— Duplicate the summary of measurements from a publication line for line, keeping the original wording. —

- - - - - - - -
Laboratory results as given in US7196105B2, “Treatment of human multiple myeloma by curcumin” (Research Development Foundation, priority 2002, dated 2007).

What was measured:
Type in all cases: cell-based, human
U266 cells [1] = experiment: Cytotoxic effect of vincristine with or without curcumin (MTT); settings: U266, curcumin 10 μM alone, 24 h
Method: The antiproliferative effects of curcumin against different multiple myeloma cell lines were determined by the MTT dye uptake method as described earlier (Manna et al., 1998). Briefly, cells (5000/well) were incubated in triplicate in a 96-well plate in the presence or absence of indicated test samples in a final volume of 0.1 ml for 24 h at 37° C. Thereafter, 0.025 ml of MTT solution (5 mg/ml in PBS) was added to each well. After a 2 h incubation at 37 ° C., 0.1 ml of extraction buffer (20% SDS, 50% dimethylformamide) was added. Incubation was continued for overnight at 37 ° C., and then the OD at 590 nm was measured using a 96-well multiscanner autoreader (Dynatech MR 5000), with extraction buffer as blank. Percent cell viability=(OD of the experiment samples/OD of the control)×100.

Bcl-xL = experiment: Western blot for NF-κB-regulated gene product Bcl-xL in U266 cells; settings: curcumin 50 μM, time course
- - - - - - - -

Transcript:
Laboratory results as given in US7196105B2, “Treatment of human multiple myeloma by curcumin” (Research Development Foundation, priority 2002, dated 2007).

What was measured:
Type in all cases: cell-based, human
U266 cells [1] = experiment: Cytotoxic effect of vincristine with or without curcumin (MTT); settings: U266, curcumin 10 μM alone, 24 h
Method: The antiproliferative effects of curcumin against different multiple myeloma cell lines were determined by the MTT dye uptake method as described earlier (Manna et al., 1998). Briefly, cells (5000/well) were incubated in triplicate in a 96-well plate in the presence or absence of indicated test samples in a final volume of 0.1 ml for 24 h at 37° C. Thereafter, 0.025 ml of MTT solution (5 mg/ml in PBS) was added to each well. After a 2 h incubation at 37 ° C., 0.1 ml of extraction buffer (20% SDS, 50% dimethylformamide) was added. Incubation was continued for overnight at 37 ° C., and then the OD at 590 nm was measured using a 96-well multiscanner autoreader (Dynatech MR 5000), with extraction buffer as blank. Percent cell viability=(OD of the experiment samples/OD of the control)×100.

Bcl-xL = experiment: Western blot for NF-κB-regulated gene product Bcl-xL in U266 cells; settings: curcumin 50 μM, time course